'Promise Broken': N.Y. to Lose 9/11 Aid
By DEVLIN BARRETT
WASHINGTON (AP) - Congressional budget negotiators have decided to take back $125 million in Sept. 11 aid from New York, which had fought to keep the money to treat sick and injured ground zero workers, lawmakers said Tuesday.
New York officials had sought for months to hold onto the funding, originally meant to cover increased worker compensation costs stemming from the 2001 terror attacks.
But a massive labor and health spending bill moving fitfully through House-Senate negotiations would take back that funding, lawmakers said.
``It seems that despite our efforts the rescission will stand, very sadly, and that is something of a promise broken,'' said Rep. Vito Fossella, R-N.Y. ``We will try hard in the coming weeks, but ultimately Congress will have something of a black eye over this.''
A spokeswoman for Rep. John Sweeney, R-N.Y., said the congressman also had been told New York would lose the funding in whatever compromise version of the spending bill finally reaches the floor.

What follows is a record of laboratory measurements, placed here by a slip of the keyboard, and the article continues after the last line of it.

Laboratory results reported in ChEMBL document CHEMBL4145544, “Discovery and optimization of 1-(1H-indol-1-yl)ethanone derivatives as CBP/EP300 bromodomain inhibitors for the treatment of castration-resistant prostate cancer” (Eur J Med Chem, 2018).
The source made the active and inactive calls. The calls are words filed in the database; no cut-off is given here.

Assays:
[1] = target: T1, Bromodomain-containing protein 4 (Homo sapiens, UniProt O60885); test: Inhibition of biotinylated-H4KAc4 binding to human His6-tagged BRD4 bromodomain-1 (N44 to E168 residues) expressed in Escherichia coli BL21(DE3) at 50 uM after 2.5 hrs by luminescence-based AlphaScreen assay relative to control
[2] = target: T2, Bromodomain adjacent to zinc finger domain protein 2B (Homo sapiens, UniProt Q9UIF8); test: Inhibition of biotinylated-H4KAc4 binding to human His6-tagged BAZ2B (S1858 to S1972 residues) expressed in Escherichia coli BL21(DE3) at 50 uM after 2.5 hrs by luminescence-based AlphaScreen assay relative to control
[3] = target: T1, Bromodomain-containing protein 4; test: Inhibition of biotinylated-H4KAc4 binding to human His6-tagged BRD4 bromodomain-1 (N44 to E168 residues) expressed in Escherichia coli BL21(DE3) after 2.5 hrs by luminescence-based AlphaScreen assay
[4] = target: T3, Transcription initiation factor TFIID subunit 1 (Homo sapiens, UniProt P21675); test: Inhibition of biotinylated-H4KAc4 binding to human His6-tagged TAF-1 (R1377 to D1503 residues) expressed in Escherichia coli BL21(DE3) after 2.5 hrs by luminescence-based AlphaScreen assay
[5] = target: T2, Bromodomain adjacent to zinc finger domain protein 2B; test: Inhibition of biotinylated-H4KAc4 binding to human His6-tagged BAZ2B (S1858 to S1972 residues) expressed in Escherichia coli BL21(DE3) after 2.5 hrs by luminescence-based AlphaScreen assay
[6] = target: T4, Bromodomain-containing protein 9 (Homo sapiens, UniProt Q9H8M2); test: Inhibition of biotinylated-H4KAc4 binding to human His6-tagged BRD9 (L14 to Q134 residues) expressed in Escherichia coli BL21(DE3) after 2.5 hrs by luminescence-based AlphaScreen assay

The tug-of-war over the $125 million began earlier this year when the White House proposed taking the money back because the state had not yet spent it.
New York protested, saying the money was part of the $20 billion pledged by President Bush to help rebuild after the Sept. 11 attacks. Health advocates said the money is needed to treat current and future illnesses among ground zero workers.
The Senate voted last month to let New York keep the $125 million, but the House made no such move. House and Senate budget negotiators then decided to take the money back, lawmakers and aides said.
Top New York fire officials recently lobbied Congress to keep the funding. Fire and police officials say they worry that many people will develop long-term lung and mental health problems from their time working on the burning pile of toxic debris at ground zero and they want to use the money to help them.
Fossella and other New York officials hope they can win the money back in an emergency spending measure, expected later this year, that would pay for Hurricane Katrina recovery efforts.
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